Dogs make absolutely amazing& emotional support animals, but did you know that dogs feel stress and anxiety too? They are always here for us, and we should return the favor and help them in their time of need. Signs of dog stress can be easily overlooked, and some owners aren’t even aware that dog stress is a genuine problem that can cause our dogs to act differently and feel emotionally distressed. Here are some of the most common signs your dog is feeling stressed.
Whining or barking
Many dogs cannot control their whining or barking when they are feeling stressed. They are trying to tell you that something in their environment is causing them to feel anxious, which is their natural way of communicating. This can be a clear sign the dog feels stressed, but you should also keep an eye on your dog’s context and energy while acting this way. There are many reasons dogs can whine and bark, and this is just one of them.
Growling is a clear sign your dog isn’t feeling comfortable. It can have many reasons such as pain, invading their personal space, or feeling threatened. Growling doesn’t have to be a sign of aggression; it is more often a sign of warning that the dog isn’t feeling comfortable.
This is the best way dogs can express their extreme displeasure. When dogs growl, they are obviously stressed since growling is usually caused when they feel cornered, scared, and feel the need to defend themselves. Those are some of the biggest stress causes in the canine world.
When dogs freeze, it is most likely because they are stressed about something they see. Modern dog training says that when your dog freezes, it is because they can not understand and comprehend the situation that they are in. This is also a canine stress sign and one that is as clear as it can be. Freezing can also be dangerous since it is often followed by a bite caused by stress.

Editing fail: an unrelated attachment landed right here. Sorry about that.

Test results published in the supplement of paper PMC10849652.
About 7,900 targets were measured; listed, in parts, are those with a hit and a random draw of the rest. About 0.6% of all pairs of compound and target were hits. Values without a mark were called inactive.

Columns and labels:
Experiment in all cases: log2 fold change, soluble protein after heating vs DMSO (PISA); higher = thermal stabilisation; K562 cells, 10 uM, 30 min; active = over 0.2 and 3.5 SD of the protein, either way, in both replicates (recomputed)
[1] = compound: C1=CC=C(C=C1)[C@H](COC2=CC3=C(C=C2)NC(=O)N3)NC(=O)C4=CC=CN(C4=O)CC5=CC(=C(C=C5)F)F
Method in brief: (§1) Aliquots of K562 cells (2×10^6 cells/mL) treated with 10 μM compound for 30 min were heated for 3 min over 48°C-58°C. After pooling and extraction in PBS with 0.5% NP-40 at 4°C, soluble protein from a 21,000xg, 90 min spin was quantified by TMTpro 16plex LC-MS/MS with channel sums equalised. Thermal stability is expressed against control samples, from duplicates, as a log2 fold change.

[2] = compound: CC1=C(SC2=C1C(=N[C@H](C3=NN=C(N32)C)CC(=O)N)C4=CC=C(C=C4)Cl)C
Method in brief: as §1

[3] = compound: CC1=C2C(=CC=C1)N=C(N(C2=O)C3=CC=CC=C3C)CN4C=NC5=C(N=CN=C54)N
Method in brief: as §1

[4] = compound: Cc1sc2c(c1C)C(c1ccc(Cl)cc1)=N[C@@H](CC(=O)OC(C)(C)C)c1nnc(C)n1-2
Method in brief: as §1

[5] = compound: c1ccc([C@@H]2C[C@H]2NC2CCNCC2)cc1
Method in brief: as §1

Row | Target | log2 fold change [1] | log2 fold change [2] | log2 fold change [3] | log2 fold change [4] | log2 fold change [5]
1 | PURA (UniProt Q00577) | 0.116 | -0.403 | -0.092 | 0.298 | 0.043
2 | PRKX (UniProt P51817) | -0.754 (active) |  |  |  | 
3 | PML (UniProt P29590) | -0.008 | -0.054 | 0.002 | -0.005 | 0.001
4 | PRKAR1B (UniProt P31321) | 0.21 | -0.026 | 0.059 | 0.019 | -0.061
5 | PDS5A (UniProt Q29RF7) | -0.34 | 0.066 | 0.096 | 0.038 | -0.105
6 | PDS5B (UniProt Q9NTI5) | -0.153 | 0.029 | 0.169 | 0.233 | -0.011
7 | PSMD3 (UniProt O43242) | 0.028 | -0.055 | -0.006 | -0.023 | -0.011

“Guilty” body language
There are whole books that explain a dog’s body language, and some of the signs that tell you your dog is stressed are whale eyes, tucked ears, tucked tail, raised hackles, lip-licking, yawning, and panting. People believe they “understand” their dogs are guilty, but dogs are merely reacting to your or another dog’s angry or dominant body language.
They are clearly trying to tell you that they are not a threat and they feel something or someone in their environment is causing them to be submissive and stressed. However, you cannot rely solely on body language to determine if your dog is stressed because some dog breeds can raise the hair on their back when they are excited.
Dogs that feel a tremendous amount of stress will often shed excessively. They can blow their entire undercoat outside of the shedding season, and shedding is a clear sign of severe stress. It is essential to address that problem before your dog ends up with bald spots. The best way to solve it is to remove the stress source. In the meantime, you can add supplements like fish oil to promote hair growth and health.
Another emotional problem that can affect our furry friends is dog depression, so make sure you are familiar with those symptoms.
Keeping our emotional support dogs healthy and happy is vital because they are a part of our family and should be treated as such.